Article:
Sterling's roller-coaster ride not over yet as Brexit mayhem continues

Doubts over the success of a UK deal to leave the European Union is swaying its movements

epa06983227 The British pounds and US dollar in London, Britain, 30 August 2018. According to reports, the pound has jumped over 1.30 mark to US dollar on 30 August, following hints from EU Chief Negotiator Michel Barnier that the EU may be prepared to offer the UK a unique trade deal.  EPA/ANDY RAIN
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Last week felt like sterling’s worst nightmares were about to happen with the prospect of a no-deal Brexit seemingly coming into view, pushing the pound down from $1.30 to $1.2840 at the end of it. However, the reality is that the whole Brexit saga underway since the summer of 2016 will probably still have more months to run, and with it a very complex series of political twists and turns. At the end the chances of extreme outcomes on either side of the debate are actually fairly evenly balanced, which is why for all the volatility in the pound it ended the week only a little lower than where it started and still within the range of the last few months.

The balance of risks certainly appeared to turn to the downside for sterling last week as the UK government’s proposed deal with the European Union was met with almost universal disapproval from both sides of the Brexit debate, and resulted in prominent resignations from the Theresa May government. The chances of the UK government collapsing were seen to rise, and certainly the prospect of Mrs May getting her Brexit deal passed through parliament was perceived to be extremely low. However, whether this actually ends up with the UK leaving the EU without some form of deal depends on numerous factors. In fact whether it means the UK leaves the EU at all still remains an open question, as last week’s events may actually have strengthened the possibility of another referendum, which if it happened would almost certainly result in a decision to remain in the EU.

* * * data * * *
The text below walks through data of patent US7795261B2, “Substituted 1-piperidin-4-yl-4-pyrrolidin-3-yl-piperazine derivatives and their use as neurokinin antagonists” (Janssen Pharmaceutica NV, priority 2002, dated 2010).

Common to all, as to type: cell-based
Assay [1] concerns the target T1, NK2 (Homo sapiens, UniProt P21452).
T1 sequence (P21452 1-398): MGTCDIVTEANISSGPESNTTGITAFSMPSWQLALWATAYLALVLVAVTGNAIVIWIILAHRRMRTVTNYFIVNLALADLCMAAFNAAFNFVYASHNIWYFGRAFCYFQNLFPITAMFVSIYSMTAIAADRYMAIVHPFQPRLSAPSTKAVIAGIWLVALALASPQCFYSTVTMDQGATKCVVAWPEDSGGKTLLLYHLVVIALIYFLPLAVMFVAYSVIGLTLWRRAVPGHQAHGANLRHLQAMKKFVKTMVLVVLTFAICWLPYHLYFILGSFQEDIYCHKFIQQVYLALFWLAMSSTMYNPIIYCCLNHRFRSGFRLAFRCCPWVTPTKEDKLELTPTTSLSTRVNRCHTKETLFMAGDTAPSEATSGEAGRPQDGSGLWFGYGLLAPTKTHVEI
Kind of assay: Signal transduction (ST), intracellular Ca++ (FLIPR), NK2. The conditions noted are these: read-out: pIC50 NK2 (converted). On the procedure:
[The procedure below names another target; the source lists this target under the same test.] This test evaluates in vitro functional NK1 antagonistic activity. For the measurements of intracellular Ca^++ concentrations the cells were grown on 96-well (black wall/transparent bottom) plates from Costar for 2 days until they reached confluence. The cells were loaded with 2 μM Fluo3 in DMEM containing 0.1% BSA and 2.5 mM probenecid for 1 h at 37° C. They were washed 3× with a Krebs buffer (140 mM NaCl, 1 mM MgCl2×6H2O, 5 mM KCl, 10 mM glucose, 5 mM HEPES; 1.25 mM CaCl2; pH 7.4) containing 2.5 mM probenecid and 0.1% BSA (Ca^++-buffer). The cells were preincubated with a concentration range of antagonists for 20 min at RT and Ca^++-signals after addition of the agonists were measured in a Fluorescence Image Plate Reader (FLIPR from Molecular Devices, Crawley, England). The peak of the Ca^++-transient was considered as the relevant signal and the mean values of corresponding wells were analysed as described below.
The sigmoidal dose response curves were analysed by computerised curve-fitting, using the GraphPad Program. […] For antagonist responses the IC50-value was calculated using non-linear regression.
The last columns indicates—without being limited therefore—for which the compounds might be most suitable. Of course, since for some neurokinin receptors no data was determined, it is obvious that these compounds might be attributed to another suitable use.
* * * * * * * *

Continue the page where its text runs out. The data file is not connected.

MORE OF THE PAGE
Mrs May managed to rebuild her Cabinet at the end of last week, which in the short term means that the threat of a leadership challenge may have abated, especially as her opponents failed to generate enough votes to force a vote of no-confidence. Providing the EU summit on November 25 approves the deal, which seems likely, the next stage of the process will likely be a UK Parliamentary vote in December. The assumption at this stage must be that it will fail to get the required number of votes, with both ‘Brexiteers’ and ‘Remainers’ both unhappy with key elements of the deal, seeing it as an unsatisfactory half-way house. However, following any rejection of it in December there could be a number of outcomes which would still leave Britain’s future unclear all the way to the end of March, and maybe even beyond.


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These could include for the UK to seek to renegotiate parts of the exit deal and for it to be eventually passed; for the UK to leave the EU without a deal at the end of March; for the government to collapse and a general election be called; or perhaps most controversially for another referendum to be called to break the parliamentary logjam. The last two possibilities would take time, and may need an extension to Article 50 by the EU which could take the issue beyond the March 29 deadline. Ironically, while the markets focused on the negatives of a no-deal Brexit, it may be that another referendum could actually become the more likely outcome, which could reverse the whole process and be undoubtedly positive for sterling.

Finally, much of the negativity that surrounds the issue of leaving the EU without a Brexit deal reflects the emotive language with which it is described in terms of the UK ‘crashing out’ of the bloc. Undoubtedly, there will be negative consequences, especially in the short-term if the government is unable to engender confidence in its emergency plans. At the moment this looks doubtful especially if Brexit takes place against the background of a disorderly change of government. But in the end, trading with the EU on World Trade Organisation terms may not be as disastrous as many anticipate, especially if it allows the UK to also trade more freely with the rest of the world. And it should also not be overlooked that with the UK’s economy one of the strongest in Europe at the moment this stands it in relatively good stead to at least cushion some of the blows of Brexit, if that is indeed how things turn out.

Tim Fox is the chief economist and head of research at Emirates NBD